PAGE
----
Energy follows focus. Think deeply about that. The quality of your thoughts and what you pay attention to, ultimately guide your objectives. When you focus on what you have and all that you’re blessed with, you live in a state of contentment.

Being content is a mindset more than anything. It’s accepting the present moment for what it truly is, instead of wishing to be somewhere else.

The more you give, the more you get

I’ve mentioned this philosophy before. It’s quite an evident aspect of life. When you’re a giver, you receive more in return. I learned this from my parents at a very young age, which I’m very grateful for.

Giving is the ultimate form of being thankful. Whether it’s your time, energy or money. It’s ultimately about service, sacrificing a piece of who you are to uplift those around you.

It’s an integral part of Islam too. It reminds me of this famous quote from the Quran:

Alhamdulillah

The opposite of complaining

When you complain, you’re essentially devaluing what you’ve been blessed with. There’s a big difference between criticism and complaining. One is a form of feedback to make improvements, the other just attracts negative energy.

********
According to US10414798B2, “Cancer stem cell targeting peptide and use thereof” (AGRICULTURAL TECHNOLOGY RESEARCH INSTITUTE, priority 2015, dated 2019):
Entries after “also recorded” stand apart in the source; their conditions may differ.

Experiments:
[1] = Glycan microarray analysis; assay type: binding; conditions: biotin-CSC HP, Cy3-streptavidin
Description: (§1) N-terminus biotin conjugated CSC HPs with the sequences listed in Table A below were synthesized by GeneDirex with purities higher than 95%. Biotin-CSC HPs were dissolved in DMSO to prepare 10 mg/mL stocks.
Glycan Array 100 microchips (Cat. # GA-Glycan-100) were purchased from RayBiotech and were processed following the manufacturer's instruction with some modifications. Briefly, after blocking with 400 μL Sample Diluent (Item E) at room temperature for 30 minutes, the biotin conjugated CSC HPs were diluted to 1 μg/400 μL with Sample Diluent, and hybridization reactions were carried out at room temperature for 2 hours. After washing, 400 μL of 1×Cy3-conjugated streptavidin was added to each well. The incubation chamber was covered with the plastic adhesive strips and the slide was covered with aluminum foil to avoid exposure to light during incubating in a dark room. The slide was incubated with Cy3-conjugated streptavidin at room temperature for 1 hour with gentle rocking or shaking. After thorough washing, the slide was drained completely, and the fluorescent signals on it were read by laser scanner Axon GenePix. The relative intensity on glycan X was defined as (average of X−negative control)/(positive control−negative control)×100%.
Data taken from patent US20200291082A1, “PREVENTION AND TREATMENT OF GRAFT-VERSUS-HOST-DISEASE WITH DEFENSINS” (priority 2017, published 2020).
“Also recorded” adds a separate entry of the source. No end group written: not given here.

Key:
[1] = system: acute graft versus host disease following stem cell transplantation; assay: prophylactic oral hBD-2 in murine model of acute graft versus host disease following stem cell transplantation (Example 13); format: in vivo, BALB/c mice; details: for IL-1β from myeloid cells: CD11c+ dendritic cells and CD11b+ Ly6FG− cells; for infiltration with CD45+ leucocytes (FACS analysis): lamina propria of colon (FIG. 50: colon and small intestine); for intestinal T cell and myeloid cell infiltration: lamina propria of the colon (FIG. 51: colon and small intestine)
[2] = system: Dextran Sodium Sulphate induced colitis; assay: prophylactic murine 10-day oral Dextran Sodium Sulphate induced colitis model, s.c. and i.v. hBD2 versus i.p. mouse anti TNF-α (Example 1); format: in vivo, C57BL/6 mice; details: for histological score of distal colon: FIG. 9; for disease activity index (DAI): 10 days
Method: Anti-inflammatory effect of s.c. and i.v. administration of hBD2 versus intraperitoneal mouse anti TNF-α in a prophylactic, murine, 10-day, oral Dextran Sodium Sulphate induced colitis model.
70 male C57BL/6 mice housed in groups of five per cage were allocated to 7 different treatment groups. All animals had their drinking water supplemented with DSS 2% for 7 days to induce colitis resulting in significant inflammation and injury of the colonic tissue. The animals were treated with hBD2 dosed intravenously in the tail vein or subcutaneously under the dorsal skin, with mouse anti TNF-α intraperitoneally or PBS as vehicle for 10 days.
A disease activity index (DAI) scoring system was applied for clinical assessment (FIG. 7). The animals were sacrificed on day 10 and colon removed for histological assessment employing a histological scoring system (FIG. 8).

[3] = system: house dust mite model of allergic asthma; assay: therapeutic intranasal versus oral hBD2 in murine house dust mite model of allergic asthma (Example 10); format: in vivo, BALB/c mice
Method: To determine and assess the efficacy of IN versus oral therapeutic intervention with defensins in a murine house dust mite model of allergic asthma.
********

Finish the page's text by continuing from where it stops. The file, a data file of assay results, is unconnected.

It’s definitely difficult and requires a lot of conscious effort. It’s something I struggle with quite a lot. Complaining at every inconvenience is a form of ingratitude and it’s important for us to try and avoid it as much as possible.

The point I’m trying to make here is that there’s always a reason to say thank you. When you look at your body and the marvelous ways it functions, when you notice the roof above your head, the food on your table, the loving people in your life.

It’s noticing these little things each and every single day that makes life truly worth it. It’s not easy, it was never meant to be. It’s part of the journey. But let’s make this journey one hell of a joy ride.

My request to you now, is to get a piece of paper (or open the notepad on your phone) and write down 3 things you’re grateful for. Do this on a regular basis and notice how your life will change.